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Life Is Short

Life Is Short

By Robert J. Rietz

Every January, a former work buddy invites me to Florida for a week of golf, restaurants, movies, and lying about our past work and current personal successes. COVID prevented our reunion the previous three years, and I hadn’t golfed in Asheville during that time either. But life is short, so I accepted his invitation this year and flew to Sarasota the second week in January.

I warned Keith not to expect much golfing brilliance and I didn’t disappoint with a week of slashing, hacking, and hooking. Golfing every day, I used muscles that had lain dormant for four years, but we enjoyed our time together because, well, because life is short. A 9 a.m. tee time on Monday—my getaway day—provided enough time for 18 holes, showering, and packing and getting to the airport on time. I walked through our front door at thirty minutes after midnight, an appropriate conclusion to a long and exhausting trip.

Tuesday was an understandable recovery day, but Wednesday I experienced a dull ache in my left chest and had difficulty catching my breath. I work Thursday mornings at the local food pantry, lifting cases of canned food and reaching up and down to stock shelves. After an hour of exertion, my dull ache progressed to a pain, and I was short of breath. Leaning on the door frame of the manager’s office, I told him, “I don’t feel good. I’m going home so my wife can drive me to the hospital.”

We arrived at the emergency room, and I presented my symptoms to the intake desk while Nancy parked the car. America’s medical profession flew into action, and I underwent an EKG, a blood test, and X-rays of my heart and lungs. An overstuffed recliner became my new home while I waited for the results of these procedures. And waited. And waited.

I was in limbo, no longer in the emergency room waiting area, but not assigned to a hospital room either. My comfortable lounge chair allowed me to observe the population of this triage room expand in the afternoon, with few people leaving it. My patience expired around 6 p.m.; I hadn’t eaten since a light breakfast and was no closer to a hospital room. “Are you going to admit me, release me, or am I going to spend the night in this recliner? At least give me something to eat.”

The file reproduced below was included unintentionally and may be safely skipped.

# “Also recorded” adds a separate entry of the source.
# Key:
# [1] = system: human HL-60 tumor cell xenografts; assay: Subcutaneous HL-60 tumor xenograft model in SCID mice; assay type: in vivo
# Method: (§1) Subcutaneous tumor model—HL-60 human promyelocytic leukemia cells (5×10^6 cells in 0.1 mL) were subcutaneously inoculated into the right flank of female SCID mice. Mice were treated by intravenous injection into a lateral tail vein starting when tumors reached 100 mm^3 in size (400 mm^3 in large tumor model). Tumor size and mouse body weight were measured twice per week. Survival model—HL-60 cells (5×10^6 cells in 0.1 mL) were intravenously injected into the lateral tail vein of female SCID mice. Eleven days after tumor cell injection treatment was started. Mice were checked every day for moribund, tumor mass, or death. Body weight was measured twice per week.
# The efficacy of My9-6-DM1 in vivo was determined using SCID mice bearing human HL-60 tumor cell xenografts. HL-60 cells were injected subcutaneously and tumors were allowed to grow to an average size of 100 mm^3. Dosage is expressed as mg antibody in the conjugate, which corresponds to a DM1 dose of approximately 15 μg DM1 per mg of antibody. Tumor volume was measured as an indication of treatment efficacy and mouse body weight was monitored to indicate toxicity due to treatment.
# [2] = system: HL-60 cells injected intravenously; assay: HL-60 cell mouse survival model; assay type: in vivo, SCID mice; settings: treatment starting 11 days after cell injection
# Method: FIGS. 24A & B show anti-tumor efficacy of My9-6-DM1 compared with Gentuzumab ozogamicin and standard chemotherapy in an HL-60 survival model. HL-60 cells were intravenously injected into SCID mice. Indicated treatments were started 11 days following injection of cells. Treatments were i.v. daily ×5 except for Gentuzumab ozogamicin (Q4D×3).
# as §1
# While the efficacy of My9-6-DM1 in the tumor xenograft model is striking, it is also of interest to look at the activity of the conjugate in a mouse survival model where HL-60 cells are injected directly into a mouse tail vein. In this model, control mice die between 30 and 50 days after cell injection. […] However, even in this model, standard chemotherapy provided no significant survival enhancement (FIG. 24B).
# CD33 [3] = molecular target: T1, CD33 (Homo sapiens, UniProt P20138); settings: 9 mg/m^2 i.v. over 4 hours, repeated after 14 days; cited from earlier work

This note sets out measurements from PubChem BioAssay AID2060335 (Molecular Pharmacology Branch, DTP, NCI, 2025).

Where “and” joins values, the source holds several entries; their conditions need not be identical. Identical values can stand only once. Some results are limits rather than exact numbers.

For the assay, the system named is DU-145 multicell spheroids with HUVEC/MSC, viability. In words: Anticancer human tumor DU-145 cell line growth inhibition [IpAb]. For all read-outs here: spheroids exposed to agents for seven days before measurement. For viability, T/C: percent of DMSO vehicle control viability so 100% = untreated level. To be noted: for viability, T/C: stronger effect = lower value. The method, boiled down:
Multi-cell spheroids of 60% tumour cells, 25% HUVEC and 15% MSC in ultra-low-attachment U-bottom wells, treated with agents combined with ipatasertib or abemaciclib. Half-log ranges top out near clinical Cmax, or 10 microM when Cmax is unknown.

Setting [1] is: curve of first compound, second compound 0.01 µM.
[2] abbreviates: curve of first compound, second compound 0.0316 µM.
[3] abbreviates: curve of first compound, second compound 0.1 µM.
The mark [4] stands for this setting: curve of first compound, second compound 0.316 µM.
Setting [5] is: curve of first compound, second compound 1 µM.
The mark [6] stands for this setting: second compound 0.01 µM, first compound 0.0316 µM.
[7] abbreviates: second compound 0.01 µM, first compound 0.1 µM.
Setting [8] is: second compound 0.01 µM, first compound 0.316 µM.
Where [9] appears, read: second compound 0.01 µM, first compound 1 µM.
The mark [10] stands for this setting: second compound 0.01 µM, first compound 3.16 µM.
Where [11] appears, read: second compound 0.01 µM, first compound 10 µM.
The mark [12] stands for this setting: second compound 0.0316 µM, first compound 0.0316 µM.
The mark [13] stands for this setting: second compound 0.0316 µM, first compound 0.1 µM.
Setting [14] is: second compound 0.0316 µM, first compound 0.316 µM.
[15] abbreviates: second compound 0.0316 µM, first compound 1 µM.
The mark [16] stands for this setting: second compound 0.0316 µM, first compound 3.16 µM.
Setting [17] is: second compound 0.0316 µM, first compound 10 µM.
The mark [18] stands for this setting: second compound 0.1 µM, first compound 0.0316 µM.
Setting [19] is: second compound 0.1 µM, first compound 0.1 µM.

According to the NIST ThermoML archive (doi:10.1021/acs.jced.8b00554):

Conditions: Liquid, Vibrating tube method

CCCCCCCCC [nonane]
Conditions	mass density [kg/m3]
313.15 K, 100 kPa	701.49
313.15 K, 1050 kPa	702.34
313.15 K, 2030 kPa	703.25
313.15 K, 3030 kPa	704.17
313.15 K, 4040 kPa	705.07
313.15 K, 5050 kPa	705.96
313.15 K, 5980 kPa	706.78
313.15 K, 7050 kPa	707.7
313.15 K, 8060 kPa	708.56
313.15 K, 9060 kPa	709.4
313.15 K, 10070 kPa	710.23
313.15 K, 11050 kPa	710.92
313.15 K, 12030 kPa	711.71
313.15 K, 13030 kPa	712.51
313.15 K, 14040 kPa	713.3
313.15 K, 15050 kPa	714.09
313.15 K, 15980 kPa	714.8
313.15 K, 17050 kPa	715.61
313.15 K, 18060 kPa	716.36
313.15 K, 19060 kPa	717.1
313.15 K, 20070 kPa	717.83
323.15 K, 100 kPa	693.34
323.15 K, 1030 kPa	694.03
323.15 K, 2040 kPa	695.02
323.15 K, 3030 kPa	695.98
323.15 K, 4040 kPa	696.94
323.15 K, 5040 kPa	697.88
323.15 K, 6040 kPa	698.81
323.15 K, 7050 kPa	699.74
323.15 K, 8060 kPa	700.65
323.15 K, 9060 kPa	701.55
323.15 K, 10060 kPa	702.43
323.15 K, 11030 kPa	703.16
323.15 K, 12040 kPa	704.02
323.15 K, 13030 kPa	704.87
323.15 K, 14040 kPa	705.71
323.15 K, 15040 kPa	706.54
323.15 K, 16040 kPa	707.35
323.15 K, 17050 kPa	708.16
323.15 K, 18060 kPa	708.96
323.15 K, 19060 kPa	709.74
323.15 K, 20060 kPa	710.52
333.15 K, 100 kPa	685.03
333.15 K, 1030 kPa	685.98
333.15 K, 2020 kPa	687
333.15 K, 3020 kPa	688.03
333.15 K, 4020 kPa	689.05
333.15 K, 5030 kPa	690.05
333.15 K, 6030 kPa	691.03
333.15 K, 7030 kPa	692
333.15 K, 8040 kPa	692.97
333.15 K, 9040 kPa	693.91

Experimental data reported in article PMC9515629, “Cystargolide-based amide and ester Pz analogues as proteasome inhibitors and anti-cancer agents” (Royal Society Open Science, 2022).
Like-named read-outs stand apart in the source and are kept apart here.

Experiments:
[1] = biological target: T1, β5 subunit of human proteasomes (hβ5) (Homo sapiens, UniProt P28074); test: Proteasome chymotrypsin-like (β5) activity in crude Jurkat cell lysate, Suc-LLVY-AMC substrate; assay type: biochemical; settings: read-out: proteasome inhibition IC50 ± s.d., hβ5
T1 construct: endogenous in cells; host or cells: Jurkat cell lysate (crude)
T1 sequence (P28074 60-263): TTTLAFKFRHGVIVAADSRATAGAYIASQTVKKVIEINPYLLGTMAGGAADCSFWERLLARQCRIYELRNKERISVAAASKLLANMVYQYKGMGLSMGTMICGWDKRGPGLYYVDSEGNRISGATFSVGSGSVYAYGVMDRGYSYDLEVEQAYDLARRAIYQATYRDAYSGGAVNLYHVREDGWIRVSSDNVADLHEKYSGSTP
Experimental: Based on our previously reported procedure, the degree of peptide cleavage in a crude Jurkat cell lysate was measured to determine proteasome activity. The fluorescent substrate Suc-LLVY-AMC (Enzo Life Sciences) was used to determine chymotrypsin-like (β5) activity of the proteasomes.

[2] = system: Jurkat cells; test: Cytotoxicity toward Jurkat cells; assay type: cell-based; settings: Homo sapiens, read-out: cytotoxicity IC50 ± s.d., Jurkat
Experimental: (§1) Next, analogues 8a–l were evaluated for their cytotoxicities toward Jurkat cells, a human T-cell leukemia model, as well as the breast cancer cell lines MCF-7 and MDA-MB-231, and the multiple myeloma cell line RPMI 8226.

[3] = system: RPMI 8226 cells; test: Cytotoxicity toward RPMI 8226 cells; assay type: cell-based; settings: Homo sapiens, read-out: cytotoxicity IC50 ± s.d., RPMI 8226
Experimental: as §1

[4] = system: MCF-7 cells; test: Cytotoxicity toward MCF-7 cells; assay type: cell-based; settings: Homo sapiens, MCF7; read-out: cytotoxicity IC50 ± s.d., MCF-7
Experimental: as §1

Squeaky wheels tend to get the grease and I was wheeled upstairs a couple of hours later with a turkey sandwich purchased by the ER nurse. He explained to the floor nurse—she was surprised by my unannounced appearance—that I was being transferred to an emergency room bed on her floor. He also told me I couldn’t eat again because a fasting test was scheduled at 7:30 in the morning. I tried to sleep with a 12-lead monitor taped to my torso and an IV in each arm.

I endured more tests the next morning after being awakened twice during the night to check my vital signs. At last, a hot meal, which energized my squeaky wheel. “What’s my status? Are you going to release me or admit me?” The floor nurse shrugged her shoulders.

More tests meant more wheelchair rides, and Nancy, who I thanked and sent home, delivered a care package of clean clothes and a snack. Life is short, but it drags when you’re forced to be still for hours at a time. (And daytime television is dreadful.)

My symptoms had dissipated, and I presumed my exam results were inconclusive, or I would have been a resident of the intensive care unit by this time. So why was I still there? Mental acuity fades as we age, but mine has not yet left me. I reviewed my last week, and the light bulb went on.

A wheelchair attendant interrupted my thoughts and told me I was free to go home. Nancy picked me up and I immediately searched online to confirm my suspicion. Yes, a strained chest muscle can imitate cardiac pain, and it also restricts a person’s ability to fully inflate their lungs. Next year I’ll practice golfing a few times before I visit Keith and won’t overextend my trunk muscles—because life is short.  

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